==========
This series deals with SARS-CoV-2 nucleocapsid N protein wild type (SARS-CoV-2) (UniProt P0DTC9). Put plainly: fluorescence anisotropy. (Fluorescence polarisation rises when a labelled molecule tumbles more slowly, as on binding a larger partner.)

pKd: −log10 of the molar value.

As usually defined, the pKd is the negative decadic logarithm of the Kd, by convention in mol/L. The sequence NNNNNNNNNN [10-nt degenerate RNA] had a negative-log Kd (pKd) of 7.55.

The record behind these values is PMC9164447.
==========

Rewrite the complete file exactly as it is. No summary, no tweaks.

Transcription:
This series deals with SARS-CoV-2 nucleocapsid N protein wild type (SARS-CoV-2) (UniProt P0DTC9). Put plainly: fluorescence anisotropy. (Fluorescence polarisation rises when a labelled molecule tumbles more slowly, as on binding a larger partner.)

pKd: −log10 of the molar value.

As usually defined, the pKd is the negative decadic logarithm of the Kd, by convention in mol/L. The sequence NNNNNNNNNN [10-nt degenerate RNA] had a negative-log Kd (pKd) of 7.55.

The record behind these values is PMC9164447.